The refusal of CHANNEL migrants to share hotel rooms is “unreasonable,” the border minister said.
Robert Jenrick warned that the arrival of small boats “risks exploiting the sympathy” of the British public.
Government forecasts showed the cost of housing asylum seekers in new camps, hotels and deportations could reach £6billion over the next two years.
Last week, around 40 migrants staying at the £150-a-night Comfort Inn in Pimlico, central London, camped outside the hotel to protest the accommodation for four to a room.
But Mr Jenrick hit back: “Those migrants who had said themselves they were destitute, they had no housing, we had offered them a safe bed with food and lodging in a good hotel.”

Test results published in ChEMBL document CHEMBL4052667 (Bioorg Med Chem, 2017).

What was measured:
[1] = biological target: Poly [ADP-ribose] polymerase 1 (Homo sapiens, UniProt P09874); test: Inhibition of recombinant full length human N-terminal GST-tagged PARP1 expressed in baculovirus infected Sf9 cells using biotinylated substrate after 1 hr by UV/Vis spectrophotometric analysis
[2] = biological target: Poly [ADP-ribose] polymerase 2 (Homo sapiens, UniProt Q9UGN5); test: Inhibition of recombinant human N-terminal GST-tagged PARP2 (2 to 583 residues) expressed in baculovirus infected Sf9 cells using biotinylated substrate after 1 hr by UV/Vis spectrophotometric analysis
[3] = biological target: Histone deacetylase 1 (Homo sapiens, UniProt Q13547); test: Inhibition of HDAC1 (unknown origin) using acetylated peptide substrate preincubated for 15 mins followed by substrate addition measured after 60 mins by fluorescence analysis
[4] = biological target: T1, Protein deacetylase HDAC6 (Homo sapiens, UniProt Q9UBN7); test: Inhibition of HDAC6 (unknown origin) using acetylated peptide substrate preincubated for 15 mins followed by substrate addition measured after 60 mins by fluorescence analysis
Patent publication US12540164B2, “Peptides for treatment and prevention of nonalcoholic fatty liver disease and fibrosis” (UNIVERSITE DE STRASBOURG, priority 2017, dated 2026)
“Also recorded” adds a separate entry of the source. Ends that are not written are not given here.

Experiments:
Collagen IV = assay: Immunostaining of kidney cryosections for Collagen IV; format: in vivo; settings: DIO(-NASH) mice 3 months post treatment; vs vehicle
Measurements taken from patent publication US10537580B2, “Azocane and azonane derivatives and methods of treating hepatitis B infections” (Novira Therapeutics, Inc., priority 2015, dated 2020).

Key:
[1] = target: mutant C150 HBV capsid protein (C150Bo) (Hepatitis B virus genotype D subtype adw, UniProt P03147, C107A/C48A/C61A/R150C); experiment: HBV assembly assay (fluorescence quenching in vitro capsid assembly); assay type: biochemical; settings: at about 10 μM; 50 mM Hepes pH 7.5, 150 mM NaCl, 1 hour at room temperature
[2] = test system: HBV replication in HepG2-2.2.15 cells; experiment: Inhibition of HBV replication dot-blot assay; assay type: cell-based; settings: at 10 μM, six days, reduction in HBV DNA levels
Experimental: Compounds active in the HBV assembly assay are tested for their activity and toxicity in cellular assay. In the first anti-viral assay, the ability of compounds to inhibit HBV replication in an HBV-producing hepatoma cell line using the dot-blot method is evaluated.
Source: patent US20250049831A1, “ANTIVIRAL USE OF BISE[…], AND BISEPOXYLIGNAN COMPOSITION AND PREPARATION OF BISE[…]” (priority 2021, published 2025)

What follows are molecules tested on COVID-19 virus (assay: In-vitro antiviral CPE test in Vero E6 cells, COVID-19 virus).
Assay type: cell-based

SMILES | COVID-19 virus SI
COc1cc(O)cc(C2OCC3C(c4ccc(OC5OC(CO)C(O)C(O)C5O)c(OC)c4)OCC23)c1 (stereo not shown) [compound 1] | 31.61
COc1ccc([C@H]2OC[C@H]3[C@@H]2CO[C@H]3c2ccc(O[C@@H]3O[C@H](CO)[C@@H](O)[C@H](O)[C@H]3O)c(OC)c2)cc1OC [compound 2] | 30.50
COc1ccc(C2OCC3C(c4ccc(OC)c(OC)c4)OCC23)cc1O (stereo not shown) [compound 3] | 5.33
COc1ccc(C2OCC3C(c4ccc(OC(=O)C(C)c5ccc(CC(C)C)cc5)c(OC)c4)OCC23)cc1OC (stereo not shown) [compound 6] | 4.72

“Yes, some of them had to share with other people – these are single, adult males. I don’t think that’s unreasonable.”
He told the BBC: “Some people said that wasn’t good enough and they wanted their own bedrooms with ensuite bathrooms and the Home Office took the perfectly reasonable view that we have the taxpayer to deal with here.” If you’re really penniless you would of course accept that.”
He also pledged “never to put the interests of migrants ahead of those of the British public”.
Prime Minister Rishi Sunak is due to visit border officials in Kent today before updating on progress on his pledge to “stop the boats” by the next election.
He will welcome the new repatriation deal signed with Moldova and say there is still work to be done to fulfill his promise.